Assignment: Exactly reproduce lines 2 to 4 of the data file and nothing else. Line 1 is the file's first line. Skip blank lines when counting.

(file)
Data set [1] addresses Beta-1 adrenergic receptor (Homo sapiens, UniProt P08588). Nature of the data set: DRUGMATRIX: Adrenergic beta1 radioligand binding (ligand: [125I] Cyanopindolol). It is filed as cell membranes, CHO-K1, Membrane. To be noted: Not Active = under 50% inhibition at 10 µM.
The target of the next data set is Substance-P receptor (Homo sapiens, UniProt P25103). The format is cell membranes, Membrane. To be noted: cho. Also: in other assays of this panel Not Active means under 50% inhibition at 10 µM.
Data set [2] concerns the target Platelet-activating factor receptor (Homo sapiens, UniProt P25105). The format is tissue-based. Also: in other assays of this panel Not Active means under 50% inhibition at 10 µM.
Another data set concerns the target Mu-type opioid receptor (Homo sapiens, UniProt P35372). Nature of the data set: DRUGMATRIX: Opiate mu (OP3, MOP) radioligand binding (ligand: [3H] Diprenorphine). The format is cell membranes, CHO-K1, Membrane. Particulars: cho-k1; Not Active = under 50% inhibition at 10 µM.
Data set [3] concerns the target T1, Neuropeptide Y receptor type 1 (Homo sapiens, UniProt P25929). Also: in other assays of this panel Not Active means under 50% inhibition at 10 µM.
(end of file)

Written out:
The target of the next data set is Substance-P receptor (Homo sapiens, UniProt P25103). The format is cell membranes, Membrane. To be noted: cho. Also: in other assays of this panel Not Active means under 50% inhibition at 10 µM.
Data set [2] concerns the target Platelet-activating factor receptor (Homo sapiens, UniProt P25105). The format is tissue-based. Also: in other assays of this panel Not Active means under 50% inhibition at 10 µM.
Another data set concerns the target Mu-type opioid receptor (Homo sapiens, UniProt P35372). Nature of the data set: DRUGMATRIX: Opiate mu (OP3, MOP) radioligand binding (ligand: [3H] Diprenorphine). The format is cell membranes, CHO-K1, Membrane. Particulars: cho-k1; Not Active = under 50% inhibition at 10 µM.